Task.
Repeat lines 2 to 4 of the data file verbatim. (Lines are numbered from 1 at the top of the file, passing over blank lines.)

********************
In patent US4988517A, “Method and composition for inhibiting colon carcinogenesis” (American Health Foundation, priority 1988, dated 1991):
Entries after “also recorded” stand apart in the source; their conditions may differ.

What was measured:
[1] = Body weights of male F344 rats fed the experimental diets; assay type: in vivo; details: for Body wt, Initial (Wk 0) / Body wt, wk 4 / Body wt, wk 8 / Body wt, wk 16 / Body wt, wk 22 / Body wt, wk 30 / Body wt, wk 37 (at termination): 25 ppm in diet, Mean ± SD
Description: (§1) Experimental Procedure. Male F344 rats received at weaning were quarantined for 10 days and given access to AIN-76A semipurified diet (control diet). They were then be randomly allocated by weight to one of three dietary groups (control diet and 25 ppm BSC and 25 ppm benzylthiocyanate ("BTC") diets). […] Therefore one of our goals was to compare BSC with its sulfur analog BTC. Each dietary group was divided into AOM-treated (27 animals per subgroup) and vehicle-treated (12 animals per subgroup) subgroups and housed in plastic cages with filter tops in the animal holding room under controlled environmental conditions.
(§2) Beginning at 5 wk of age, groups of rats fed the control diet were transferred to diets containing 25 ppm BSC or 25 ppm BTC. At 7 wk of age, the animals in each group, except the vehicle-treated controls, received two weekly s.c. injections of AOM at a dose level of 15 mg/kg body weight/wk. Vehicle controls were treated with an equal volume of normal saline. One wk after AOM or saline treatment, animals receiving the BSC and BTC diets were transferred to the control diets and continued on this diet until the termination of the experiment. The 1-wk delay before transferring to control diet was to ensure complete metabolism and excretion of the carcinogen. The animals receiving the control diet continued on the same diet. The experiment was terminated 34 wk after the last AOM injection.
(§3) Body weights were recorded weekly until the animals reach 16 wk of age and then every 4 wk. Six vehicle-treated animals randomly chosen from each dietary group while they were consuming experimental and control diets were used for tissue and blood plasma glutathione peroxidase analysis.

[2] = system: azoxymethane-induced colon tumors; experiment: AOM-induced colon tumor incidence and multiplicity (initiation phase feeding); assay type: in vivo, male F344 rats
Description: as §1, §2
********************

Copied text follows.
Entries after “also recorded” stand apart in the source; their conditions may differ.

What was measured:
[1] = Body weights of male F344 rats fed the experimental diets; assay type: in vivo; details: for Body wt, Initial (Wk 0) / Body wt, wk 4 / Body wt, wk 8 / Body wt, wk 16 / Body wt, wk 22 / Body wt, wk 30 / Body wt, wk 37 (at termination): 25 ppm in diet, Mean ± SD